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People’s Preference to Bet on Home Teams Even When Losing is Likely

Weng et al. | Mar 10, 2020

People’s Preference to Bet on Home Teams Even When Losing is Likely

In this study, the authors investigate situations in which people make sports bets that seem to go against their better judgement. Using surveys, individuals were asked to bet on which team would win in scenarios when their home team was involved and others when they were not to determine whether fandom for a team can overshadow fans’ judgment. They found that fans bet much more on their home teams than neutral teams when their team was facing a large deficit.

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Recognition of animal body parts via supervised learning

Kreiman et al. | Oct 28, 2023

Recognition of animal body parts via supervised learning
Image credit: Kreiman et al. 2023

The application of machine learning techniques has facilitated the automatic annotation of behavior in video sequences, offering a promising approach for ethological studies by reducing the manual effort required for annotating each video frame. Nevertheless, before solely relying on machine-generated annotations, it is essential to evaluate the accuracy of these annotations to ensure their reliability and applicability. While it is conventionally accepted that there cannot be a perfect annotation, the degree of error associated with machine-generated annotations should be commensurate with the error between different human annotators. We hypothesized that machine learning supervised with adequate human annotations would be able to accurately predict body parts from video sequences. Here, we conducted a comparative analysis of the quality of annotations generated by humans and machines for the body parts of sheep during treadmill walking. For human annotation, two annotators manually labeled six body parts of sheep in 300 frames. To generate machine annotations, we employed the state-of-the-art pose-estimating library, DeepLabCut, which was trained using the frames annotated by human annotators. As expected, the human annotations demonstrated high consistency between annotators. Notably, the machine learning algorithm also generated accurate predictions, with errors comparable to those between humans. We also observed that abnormal annotations with a high error could be revised by introducing Kalman Filtering, which interpolates the trajectory of body parts over the time series, enhancing robustness. Our results suggest that conventional transfer learning methods can generate behavior annotations as accurate as those made by humans, presenting great potential for further research.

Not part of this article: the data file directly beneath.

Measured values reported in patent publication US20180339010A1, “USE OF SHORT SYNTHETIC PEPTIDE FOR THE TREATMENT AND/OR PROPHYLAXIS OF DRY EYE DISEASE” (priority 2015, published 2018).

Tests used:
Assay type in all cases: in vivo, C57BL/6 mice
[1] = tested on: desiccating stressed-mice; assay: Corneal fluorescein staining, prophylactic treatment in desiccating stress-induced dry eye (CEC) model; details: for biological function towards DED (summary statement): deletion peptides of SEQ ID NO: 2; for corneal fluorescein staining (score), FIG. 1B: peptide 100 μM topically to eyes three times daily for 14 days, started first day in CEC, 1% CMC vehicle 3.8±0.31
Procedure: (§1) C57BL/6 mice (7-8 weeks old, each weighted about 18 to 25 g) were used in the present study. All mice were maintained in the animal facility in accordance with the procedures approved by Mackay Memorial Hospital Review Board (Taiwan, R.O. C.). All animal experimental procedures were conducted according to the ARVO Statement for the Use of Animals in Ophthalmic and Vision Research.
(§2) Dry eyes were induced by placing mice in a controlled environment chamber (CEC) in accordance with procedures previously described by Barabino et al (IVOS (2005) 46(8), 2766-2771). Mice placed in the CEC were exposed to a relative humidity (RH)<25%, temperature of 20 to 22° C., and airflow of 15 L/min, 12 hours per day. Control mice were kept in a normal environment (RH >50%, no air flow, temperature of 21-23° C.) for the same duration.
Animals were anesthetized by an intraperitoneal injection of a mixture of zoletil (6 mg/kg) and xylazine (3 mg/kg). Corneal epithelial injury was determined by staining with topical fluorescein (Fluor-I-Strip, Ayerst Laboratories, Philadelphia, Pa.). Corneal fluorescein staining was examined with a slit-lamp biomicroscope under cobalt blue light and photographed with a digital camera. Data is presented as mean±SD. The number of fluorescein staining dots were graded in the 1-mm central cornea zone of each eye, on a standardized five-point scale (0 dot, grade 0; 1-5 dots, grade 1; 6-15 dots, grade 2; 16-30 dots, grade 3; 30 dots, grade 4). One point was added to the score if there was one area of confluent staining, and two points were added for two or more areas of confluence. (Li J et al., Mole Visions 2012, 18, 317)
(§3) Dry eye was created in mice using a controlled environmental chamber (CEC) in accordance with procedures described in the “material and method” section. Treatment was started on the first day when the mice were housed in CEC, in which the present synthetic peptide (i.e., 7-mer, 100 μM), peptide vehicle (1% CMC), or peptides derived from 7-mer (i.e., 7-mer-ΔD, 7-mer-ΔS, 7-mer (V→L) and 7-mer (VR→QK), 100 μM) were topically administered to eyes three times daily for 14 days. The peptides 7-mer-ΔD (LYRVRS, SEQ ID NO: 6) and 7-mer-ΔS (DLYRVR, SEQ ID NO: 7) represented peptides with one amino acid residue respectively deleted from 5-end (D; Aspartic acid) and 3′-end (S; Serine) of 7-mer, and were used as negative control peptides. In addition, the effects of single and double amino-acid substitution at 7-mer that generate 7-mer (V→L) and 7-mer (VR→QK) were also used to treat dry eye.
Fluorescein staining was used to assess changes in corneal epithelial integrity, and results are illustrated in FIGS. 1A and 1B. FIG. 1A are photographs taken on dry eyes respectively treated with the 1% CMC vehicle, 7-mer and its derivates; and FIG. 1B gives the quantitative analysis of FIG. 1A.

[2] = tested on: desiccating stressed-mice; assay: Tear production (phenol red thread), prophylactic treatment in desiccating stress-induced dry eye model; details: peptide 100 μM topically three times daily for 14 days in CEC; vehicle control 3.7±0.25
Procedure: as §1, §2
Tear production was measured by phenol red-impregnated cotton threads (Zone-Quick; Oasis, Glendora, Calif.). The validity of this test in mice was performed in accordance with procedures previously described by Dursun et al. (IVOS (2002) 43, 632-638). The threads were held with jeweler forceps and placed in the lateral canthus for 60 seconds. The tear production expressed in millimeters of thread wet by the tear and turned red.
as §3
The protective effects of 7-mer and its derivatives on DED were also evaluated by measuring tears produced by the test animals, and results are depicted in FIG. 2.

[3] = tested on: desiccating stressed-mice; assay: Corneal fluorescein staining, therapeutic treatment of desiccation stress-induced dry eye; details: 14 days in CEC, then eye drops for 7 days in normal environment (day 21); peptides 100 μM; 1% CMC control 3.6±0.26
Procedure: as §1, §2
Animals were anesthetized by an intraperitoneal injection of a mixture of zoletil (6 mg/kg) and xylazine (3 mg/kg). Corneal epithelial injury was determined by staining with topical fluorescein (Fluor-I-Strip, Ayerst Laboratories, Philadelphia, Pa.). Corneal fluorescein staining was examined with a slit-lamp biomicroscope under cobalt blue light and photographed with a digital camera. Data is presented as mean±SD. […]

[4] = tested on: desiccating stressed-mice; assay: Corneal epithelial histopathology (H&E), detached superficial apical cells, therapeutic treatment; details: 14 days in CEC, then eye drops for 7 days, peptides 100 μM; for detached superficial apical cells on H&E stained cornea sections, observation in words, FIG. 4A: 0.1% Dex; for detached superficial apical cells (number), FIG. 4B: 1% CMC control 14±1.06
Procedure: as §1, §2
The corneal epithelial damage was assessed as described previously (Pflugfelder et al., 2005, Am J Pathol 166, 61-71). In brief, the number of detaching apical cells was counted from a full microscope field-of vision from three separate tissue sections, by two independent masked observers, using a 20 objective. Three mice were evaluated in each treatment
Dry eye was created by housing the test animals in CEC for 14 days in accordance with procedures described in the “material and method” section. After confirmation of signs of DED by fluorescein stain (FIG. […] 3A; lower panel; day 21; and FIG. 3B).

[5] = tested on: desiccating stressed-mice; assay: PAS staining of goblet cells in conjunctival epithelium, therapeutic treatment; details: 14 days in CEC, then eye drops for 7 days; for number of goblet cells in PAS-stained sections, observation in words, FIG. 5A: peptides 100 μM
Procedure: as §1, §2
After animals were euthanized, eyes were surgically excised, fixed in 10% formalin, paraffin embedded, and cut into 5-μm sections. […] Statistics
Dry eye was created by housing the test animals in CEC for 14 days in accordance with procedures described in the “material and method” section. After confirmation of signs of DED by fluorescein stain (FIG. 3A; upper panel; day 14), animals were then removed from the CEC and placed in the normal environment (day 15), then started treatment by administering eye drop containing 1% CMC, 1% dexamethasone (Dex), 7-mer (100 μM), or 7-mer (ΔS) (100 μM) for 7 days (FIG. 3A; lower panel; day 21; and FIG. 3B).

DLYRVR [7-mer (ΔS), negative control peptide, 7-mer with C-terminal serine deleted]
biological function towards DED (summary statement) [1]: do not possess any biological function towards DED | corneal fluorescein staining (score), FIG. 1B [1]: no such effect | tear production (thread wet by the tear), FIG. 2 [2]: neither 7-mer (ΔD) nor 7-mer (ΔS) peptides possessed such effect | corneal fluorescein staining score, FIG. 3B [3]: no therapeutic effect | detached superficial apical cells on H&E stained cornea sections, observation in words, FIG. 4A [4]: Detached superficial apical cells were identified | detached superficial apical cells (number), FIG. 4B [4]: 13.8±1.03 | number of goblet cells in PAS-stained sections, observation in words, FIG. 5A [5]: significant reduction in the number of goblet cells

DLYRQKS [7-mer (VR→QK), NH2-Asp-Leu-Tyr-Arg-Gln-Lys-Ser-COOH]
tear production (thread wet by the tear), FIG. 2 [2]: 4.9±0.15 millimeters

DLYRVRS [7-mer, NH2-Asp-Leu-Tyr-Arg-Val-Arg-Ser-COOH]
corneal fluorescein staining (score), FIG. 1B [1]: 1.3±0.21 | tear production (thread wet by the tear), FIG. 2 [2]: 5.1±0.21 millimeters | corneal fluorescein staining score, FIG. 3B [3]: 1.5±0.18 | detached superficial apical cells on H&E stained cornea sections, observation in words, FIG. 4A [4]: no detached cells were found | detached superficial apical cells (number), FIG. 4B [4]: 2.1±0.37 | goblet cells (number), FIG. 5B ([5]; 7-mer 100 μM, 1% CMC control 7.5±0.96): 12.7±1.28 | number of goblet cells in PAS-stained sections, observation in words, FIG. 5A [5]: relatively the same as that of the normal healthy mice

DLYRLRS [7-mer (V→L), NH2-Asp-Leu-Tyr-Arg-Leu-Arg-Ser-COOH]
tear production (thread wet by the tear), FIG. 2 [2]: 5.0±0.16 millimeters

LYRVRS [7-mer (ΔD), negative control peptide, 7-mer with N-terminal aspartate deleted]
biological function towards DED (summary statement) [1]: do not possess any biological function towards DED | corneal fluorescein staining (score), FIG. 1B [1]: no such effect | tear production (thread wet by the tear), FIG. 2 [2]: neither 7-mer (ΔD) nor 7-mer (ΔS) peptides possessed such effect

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Analysis of complement system gene expression and outcome across the subtypes of glioma

Mudda et al. | May 17, 2023

Analysis of complement system gene expression and outcome across the subtypes of glioma
Image credit: National Cancer Institute